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South Korea Concentrates On FTA Network

by Mary Swire,, Hong Kong

13 February 2013

South Korean Minister of Strategy and Finance, Bahk Jaewan, hosted the 3rd Crisis Management Meeting of 2013 on February 7 and led a discussion on the country's challenges and future plans, now it has earned the title of a "free trade agreement hub," having signed treaties with 45 countries across three continents by the end of 2012.

South Korea understands that its economy relies on increasing its trade globally in order to continue growing. As a consequence, it was pointed out that South Korea reached the USD1 trillion mark for total annual trade for the second consecutive year in 2012, and is ranked 8th in the world for global trade. The Government says it will continue its policy of “economic territory expansion.”

Under this policy it will continue negotiating agreements with as many of its trading partners as possible, while also re-examining the content of the FTAs it currently operates in order to consider updating their terms to provide further benefits, such as quickening the rate of tariff reductions.

In that regard, while an FTA between South Korea and The Association of Southeast Asian Nations (ASEAN) came into force in June 2007, and stipulated that the tariffs levied on around 97% of South Korean goods sold in ASEAN countries were phased out by 2010, the Government is now looking to negotiate further higher-level trade treaties with selected ASEAN countries to boost South Korean exports and investment in the region.

That process began with Vietnam and Indonesia. For example, the bilateral Comprehensive Economic Partnership Agreement that is currently being negotiated with Indonesia is expected to extend the products included in the ASEAN FTA. It is also expected to reduce the tariffs more quickly on the sensitive items contained in the FTA. In addition, the new agreements should include improved investment protection and dispute resolution clauses, to further encourage South Korean investment.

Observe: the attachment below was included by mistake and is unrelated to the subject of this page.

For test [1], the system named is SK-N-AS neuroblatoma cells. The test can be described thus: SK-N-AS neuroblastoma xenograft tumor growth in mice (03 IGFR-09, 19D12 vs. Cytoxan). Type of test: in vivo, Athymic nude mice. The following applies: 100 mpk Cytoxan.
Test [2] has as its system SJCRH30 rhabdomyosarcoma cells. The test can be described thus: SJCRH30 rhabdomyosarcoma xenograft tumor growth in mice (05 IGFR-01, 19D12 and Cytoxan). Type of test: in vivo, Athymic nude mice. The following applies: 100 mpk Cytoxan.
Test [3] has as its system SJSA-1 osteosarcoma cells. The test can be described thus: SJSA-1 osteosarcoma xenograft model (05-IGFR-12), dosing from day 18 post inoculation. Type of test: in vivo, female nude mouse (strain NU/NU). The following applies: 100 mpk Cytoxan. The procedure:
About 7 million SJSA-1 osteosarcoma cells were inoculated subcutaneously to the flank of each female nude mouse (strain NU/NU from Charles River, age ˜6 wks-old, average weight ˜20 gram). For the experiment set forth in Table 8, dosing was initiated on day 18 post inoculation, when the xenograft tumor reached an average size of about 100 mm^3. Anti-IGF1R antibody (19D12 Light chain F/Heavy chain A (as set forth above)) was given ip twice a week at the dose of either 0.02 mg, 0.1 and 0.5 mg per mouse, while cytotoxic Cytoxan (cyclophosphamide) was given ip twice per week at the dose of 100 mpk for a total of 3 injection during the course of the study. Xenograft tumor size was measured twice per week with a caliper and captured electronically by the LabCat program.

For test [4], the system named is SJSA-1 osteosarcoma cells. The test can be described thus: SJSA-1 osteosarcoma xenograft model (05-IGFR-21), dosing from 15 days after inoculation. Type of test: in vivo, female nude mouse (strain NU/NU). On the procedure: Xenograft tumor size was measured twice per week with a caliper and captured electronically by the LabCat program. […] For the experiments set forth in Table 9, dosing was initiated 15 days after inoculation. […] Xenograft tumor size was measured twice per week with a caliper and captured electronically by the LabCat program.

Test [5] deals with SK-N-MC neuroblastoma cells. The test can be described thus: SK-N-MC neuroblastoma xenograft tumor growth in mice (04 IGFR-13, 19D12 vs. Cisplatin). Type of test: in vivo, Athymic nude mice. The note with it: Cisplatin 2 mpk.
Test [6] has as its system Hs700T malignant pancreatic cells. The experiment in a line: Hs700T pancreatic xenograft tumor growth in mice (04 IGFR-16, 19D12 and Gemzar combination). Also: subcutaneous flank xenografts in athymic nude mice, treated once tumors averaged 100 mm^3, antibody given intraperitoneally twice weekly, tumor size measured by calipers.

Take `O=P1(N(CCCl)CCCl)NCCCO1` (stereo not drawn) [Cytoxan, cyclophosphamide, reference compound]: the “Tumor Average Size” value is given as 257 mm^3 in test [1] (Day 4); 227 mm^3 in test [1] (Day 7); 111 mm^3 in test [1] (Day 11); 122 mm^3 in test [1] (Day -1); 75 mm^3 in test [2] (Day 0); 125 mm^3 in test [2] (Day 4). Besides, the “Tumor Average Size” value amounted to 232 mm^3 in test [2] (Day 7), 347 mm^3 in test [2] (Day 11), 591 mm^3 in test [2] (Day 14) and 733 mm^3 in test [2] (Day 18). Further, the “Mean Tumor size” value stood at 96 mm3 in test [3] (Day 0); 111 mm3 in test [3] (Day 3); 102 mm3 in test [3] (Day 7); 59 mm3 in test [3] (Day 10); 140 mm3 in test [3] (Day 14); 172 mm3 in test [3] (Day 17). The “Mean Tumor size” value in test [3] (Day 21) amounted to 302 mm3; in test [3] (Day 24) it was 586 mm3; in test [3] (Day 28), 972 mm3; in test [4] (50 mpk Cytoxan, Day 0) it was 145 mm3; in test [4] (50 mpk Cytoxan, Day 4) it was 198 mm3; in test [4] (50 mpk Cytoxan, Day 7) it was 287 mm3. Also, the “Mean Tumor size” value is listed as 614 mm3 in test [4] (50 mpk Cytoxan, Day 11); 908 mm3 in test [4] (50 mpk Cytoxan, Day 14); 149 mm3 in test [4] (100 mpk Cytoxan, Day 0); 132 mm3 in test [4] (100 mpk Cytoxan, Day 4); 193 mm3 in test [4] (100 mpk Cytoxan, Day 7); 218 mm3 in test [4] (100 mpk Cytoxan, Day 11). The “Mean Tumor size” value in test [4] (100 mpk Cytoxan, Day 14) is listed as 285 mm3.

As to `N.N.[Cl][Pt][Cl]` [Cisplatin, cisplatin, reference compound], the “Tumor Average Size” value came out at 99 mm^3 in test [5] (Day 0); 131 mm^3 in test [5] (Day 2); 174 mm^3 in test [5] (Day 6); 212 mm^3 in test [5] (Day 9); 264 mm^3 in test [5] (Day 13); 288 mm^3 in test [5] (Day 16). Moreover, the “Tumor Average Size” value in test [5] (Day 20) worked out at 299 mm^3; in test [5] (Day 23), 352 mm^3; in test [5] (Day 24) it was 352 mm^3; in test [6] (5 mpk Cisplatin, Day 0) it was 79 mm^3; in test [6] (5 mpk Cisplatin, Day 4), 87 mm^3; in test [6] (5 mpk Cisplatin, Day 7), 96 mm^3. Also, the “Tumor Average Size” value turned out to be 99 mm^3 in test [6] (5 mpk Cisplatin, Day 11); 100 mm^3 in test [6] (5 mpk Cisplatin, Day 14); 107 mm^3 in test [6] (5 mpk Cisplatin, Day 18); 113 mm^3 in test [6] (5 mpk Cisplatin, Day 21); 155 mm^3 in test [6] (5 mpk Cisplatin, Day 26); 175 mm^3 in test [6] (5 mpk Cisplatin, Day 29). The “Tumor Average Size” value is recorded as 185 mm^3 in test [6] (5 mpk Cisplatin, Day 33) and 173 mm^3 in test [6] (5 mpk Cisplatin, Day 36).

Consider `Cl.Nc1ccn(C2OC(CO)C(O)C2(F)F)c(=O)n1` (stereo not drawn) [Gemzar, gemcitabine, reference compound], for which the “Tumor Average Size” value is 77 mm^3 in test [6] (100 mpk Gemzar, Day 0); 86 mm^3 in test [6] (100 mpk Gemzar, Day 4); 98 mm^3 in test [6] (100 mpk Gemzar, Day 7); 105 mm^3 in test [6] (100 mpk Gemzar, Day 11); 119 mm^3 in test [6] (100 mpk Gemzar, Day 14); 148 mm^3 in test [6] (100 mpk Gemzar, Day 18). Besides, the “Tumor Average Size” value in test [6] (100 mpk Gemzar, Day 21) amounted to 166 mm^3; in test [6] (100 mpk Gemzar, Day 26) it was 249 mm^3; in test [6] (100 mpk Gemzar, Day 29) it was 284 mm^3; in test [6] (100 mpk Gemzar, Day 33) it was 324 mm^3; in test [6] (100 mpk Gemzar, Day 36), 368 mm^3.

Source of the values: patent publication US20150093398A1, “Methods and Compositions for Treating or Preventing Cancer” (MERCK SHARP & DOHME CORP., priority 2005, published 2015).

Despite the current uncertain global economic situation, it is stressed that existing and future FTAs will play a leading role in South Korea’s future development in all economic sectors, particularly since the conclusion of the agreements with the European Union and the United States, that were both of substantial importance in increasing the percentage of South Korea’s foreign trade covered by FTAs.

In addition to the pressure being put on the signing of an agreement with Canada in North America, South Korea is also looking at additional FTAs in South America. It already has three FTAs with Latin American nations: Chile, Peru and Colombia, and is looking at a further FTA in the region, with Mexico. It would also like a multinational agreement with Mercosur, the South American common market.

During the meeting, Bahk also confirmed that the Government will “closely monitor and carefully respond” to other pending issues, such as the current South Korea-China FTA negotiations, where it is hoped that further progress in talks will be seen this year, as well as the possible tripartite South Korea-China-Japan FTA; both of which could be extremely important in spurring further economic growth.

It is recognized that, particularly if a tripartite deal can be reached, the common benefits could be substantial. While Japan and South Korea are obviously looking for improved access to the huge Chinese market, it has also been recognized that the issue of tariffs on sensitive goods and services could be challenging for all three countries. While Japan and South Korea are competitors in the supply of many manufactured and technological goods to China, tariffs on the import of agricultural products from China would also be a problem for both countries.

TAGS: tax | free trade agreement (FTA) | Chile | tariffs | trade treaty | China | Colombia | Mexico | agreements | Canada | Indonesia | Korea, South | Peru | United States | import duty | trade | European Union (EU) | Japan | Vietnam | Europe

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